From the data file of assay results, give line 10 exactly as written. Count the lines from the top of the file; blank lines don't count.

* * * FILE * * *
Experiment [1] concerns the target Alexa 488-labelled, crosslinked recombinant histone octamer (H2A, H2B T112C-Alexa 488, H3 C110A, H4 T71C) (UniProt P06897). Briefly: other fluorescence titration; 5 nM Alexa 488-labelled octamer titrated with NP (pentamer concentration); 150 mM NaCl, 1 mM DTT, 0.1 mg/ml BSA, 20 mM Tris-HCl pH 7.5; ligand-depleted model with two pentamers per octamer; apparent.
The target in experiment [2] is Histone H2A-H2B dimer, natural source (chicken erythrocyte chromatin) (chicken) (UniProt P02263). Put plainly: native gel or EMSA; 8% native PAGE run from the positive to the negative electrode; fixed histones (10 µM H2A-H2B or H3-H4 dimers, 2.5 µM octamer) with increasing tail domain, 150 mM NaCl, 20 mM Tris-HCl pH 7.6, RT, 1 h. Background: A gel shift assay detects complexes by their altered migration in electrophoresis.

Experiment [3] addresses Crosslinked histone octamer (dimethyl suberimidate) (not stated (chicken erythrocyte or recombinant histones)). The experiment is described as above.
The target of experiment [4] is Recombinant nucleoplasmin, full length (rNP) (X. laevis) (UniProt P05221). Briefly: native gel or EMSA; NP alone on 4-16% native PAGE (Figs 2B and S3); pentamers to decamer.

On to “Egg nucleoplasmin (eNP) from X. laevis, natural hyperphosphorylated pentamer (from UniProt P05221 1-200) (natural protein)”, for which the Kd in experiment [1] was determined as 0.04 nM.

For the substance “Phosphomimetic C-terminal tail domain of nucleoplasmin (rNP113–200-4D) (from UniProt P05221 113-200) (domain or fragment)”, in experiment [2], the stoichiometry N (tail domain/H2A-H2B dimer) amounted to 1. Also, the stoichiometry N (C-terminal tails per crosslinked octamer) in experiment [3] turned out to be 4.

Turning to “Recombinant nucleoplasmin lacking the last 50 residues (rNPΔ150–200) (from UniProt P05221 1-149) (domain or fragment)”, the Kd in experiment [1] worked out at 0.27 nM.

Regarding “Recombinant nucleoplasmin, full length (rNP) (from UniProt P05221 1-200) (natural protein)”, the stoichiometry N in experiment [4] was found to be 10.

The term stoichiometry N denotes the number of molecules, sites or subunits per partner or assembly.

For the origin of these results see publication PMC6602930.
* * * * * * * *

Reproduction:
For the origin of these results see publication PMC6602930.